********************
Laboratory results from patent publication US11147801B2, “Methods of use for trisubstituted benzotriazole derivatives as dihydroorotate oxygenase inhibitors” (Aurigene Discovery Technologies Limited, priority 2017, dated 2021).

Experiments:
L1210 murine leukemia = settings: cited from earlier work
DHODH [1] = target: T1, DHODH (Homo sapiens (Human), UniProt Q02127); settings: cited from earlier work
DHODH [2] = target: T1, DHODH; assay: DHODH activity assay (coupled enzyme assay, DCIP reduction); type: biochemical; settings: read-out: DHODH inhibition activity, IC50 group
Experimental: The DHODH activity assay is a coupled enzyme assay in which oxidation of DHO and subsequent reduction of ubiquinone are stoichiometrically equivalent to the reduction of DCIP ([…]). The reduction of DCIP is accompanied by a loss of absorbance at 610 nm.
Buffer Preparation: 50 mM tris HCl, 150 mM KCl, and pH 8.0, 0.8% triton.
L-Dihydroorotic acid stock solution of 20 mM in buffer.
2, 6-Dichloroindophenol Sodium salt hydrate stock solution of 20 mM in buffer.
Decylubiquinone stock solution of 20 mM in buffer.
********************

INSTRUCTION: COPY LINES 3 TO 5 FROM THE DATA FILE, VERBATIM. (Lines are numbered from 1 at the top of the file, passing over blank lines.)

L1210 murine leukemia = settings: cited from earlier work
DHODH [1] = target: T1, DHODH (Homo sapiens (Human), UniProt Q02127); settings: cited from earlier work
DHODH [2] = target: T1, DHODH; assay: DHODH activity assay (coupled enzyme assay, DCIP reduction); type: biochemical; settings: read-out: DHODH inhibition activity, IC50 group